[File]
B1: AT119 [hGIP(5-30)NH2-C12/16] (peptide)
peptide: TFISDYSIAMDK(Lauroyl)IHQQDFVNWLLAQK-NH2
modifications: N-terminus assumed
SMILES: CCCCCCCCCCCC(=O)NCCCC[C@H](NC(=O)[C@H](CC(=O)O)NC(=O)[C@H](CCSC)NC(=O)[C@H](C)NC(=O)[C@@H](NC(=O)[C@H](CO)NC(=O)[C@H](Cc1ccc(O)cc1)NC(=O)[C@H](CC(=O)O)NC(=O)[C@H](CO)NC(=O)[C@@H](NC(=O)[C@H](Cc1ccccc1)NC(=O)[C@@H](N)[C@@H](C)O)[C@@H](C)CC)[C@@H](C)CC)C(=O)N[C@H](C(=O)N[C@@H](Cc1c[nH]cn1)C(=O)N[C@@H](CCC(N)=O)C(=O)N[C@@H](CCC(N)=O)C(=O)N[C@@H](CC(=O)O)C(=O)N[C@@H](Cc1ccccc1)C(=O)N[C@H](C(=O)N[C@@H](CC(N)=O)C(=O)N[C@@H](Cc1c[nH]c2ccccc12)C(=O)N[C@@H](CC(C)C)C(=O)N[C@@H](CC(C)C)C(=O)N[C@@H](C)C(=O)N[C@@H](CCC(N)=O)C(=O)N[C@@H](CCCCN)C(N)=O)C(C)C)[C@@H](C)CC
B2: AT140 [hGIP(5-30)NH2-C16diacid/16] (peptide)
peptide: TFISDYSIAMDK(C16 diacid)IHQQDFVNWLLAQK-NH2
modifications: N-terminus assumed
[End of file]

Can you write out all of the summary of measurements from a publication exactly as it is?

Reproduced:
B1: AT119 [hGIP(5-30)NH2-C12/16] (peptide)
peptide: TFISDYSIAMDK(Lauroyl)IHQQDFVNWLLAQK-NH2
modifications: N-terminus assumed
SMILES: CCCCCCCCCCCC(=O)NCCCC[C@H](NC(=O)[C@H](CC(=O)O)NC(=O)[C@H](CCSC)NC(=O)[C@H](C)NC(=O)[C@@H](NC(=O)[C@H](CO)NC(=O)[C@H](Cc1ccc(O)cc1)NC(=O)[C@H](CC(=O)O)NC(=O)[C@H](CO)NC(=O)[C@@H](NC(=O)[C@H](Cc1ccccc1)NC(=O)[C@@H](N)[C@@H](C)O)[C@@H](C)CC)[C@@H](C)CC)C(=O)N[C@H](C(=O)N[C@@H](Cc1c[nH]cn1)C(=O)N[C@@H](CCC(N)=O)C(=O)N[C@@H](CCC(N)=O)C(=O)N[C@@H](CC(=O)O)C(=O)N[C@@H](Cc1ccccc1)C(=O)N[C@H](C(=O)N[C@@H](CC(N)=O)C(=O)N[C@@H](Cc1c[nH]c2ccccc12)C(=O)N[C@@H](CC(C)C)C(=O)N[C@@H](CC(C)C)C(=O)N[C@@H](C)C(=O)N[C@@H](CCC(N)=O)C(=O)N[C@@H](CCCCN)C(N)=O)C(C)C)[C@@H](C)CC
B2: AT140 [hGIP(5-30)NH2-C16diacid/16] (peptide)
peptide: TFISDYSIAMDK(C16 diacid)IHQQDFVNWLLAQK-NH2
modifications: N-terminus assumed